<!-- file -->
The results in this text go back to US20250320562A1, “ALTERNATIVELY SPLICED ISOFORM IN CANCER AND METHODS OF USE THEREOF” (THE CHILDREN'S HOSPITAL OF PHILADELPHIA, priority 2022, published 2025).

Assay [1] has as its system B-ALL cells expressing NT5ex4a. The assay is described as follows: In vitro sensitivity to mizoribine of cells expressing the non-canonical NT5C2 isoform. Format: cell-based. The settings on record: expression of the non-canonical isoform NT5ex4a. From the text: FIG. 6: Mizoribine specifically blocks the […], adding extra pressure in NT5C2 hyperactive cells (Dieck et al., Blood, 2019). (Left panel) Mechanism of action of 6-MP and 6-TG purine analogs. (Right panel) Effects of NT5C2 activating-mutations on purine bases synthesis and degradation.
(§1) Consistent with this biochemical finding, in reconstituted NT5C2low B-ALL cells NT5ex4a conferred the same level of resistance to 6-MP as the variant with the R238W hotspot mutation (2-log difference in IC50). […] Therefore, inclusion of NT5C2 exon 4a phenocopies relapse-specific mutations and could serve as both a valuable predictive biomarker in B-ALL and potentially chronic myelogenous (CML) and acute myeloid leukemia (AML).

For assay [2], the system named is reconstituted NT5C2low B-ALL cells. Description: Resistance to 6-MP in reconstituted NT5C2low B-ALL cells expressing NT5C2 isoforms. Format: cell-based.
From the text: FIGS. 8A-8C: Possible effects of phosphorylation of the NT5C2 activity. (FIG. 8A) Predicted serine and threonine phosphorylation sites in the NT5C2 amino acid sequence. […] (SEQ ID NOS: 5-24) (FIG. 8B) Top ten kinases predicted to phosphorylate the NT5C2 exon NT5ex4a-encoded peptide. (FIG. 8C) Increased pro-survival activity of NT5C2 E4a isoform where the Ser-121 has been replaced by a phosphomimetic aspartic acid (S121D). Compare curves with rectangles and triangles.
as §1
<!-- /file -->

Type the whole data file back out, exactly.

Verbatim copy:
The results in this text go back to US20250320562A1, “ALTERNATIVELY SPLICED ISOFORM IN CANCER AND METHODS OF USE THEREOF” (THE CHILDREN'S HOSPITAL OF PHILADELPHIA, priority 2022, published 2025).

Assay [1] has as its system B-ALL cells expressing NT5ex4a. The assay is described as follows: In vitro sensitivity to mizoribine of cells expressing the non-canonical NT5C2 isoform. Format: cell-based. The settings on record: expression of the non-canonical isoform NT5ex4a. From the text: FIG. 6: Mizoribine specifically blocks the […], adding extra pressure in NT5C2 hyperactive cells (Dieck et al., Blood, 2019). (Left panel) Mechanism of action of 6-MP and 6-TG purine analogs. (Right panel) Effects of NT5C2 activating-mutations on purine bases synthesis and degradation.
(§1) Consistent with this biochemical finding, in reconstituted NT5C2low B-ALL cells NT5ex4a conferred the same level of resistance to 6-MP as the variant with the R238W hotspot mutation (2-log difference in IC50). […] Therefore, inclusion of NT5C2 exon 4a phenocopies relapse-specific mutations and could serve as both a valuable predictive biomarker in B-ALL and potentially chronic myelogenous (CML) and acute myeloid leukemia (AML).

For assay [2], the system named is reconstituted NT5C2low B-ALL cells. Description: Resistance to 6-MP in reconstituted NT5C2low B-ALL cells expressing NT5C2 isoforms. Format: cell-based.
From the text: FIGS. 8A-8C: Possible effects of phosphorylation of the NT5C2 activity. (FIG. 8A) Predicted serine and threonine phosphorylation sites in the NT5C2 amino acid sequence. […] (SEQ ID NOS: 5-24) (FIG. 8B) Top ten kinases predicted to phosphorylate the NT5C2 exon NT5ex4a-encoded peptide. (FIG. 8C) Increased pro-survival activity of NT5C2 E4a isoform where the Ser-121 has been replaced by a phosphomimetic aspartic acid (S121D). Compare curves with rectangles and triangles.
as §1